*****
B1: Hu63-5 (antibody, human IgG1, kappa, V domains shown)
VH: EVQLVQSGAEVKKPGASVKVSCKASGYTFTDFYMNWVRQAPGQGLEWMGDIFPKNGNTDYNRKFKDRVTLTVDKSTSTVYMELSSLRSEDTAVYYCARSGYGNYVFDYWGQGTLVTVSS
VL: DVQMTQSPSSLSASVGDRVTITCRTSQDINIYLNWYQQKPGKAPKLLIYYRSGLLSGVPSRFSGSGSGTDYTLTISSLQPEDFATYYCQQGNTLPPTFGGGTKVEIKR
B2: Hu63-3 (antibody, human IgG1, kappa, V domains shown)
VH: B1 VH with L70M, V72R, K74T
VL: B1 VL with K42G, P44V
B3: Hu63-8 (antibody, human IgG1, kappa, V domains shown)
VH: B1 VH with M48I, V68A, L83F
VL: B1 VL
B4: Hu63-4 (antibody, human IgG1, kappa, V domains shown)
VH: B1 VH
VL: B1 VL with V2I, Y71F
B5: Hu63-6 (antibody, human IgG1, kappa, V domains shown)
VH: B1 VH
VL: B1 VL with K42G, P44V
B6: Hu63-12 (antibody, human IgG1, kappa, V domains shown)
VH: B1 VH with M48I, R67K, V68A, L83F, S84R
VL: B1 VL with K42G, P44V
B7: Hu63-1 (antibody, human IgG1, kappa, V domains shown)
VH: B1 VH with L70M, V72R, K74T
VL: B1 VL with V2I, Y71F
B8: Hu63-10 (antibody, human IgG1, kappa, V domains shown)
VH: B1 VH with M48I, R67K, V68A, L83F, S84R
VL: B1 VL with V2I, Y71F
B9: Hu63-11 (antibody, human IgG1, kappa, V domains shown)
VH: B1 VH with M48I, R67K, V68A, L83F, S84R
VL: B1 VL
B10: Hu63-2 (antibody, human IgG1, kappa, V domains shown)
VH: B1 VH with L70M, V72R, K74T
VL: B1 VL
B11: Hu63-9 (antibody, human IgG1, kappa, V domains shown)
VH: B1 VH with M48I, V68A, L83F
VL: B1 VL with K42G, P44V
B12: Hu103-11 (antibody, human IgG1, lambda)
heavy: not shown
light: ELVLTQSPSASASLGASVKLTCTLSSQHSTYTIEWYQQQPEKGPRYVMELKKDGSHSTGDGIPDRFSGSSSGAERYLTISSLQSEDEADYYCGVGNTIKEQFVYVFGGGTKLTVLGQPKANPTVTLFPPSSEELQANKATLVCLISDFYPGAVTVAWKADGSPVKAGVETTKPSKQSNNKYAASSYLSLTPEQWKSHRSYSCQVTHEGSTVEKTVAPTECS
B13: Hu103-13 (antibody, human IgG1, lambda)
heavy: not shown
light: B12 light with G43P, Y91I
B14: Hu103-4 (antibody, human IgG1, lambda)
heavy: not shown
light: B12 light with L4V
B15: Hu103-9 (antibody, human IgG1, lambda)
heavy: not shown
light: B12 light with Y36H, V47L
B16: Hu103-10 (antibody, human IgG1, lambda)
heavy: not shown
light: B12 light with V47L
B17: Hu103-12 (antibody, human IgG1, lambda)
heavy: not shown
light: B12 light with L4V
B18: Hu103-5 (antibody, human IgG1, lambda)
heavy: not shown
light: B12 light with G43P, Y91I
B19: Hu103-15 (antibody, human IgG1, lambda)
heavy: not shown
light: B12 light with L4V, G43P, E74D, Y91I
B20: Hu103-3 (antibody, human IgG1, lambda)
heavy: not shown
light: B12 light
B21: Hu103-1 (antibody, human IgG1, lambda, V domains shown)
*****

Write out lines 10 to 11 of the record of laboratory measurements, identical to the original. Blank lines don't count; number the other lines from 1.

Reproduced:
B4: Hu63-4 (antibody, human IgG1, kappa, V domains shown)
VH: B1 VH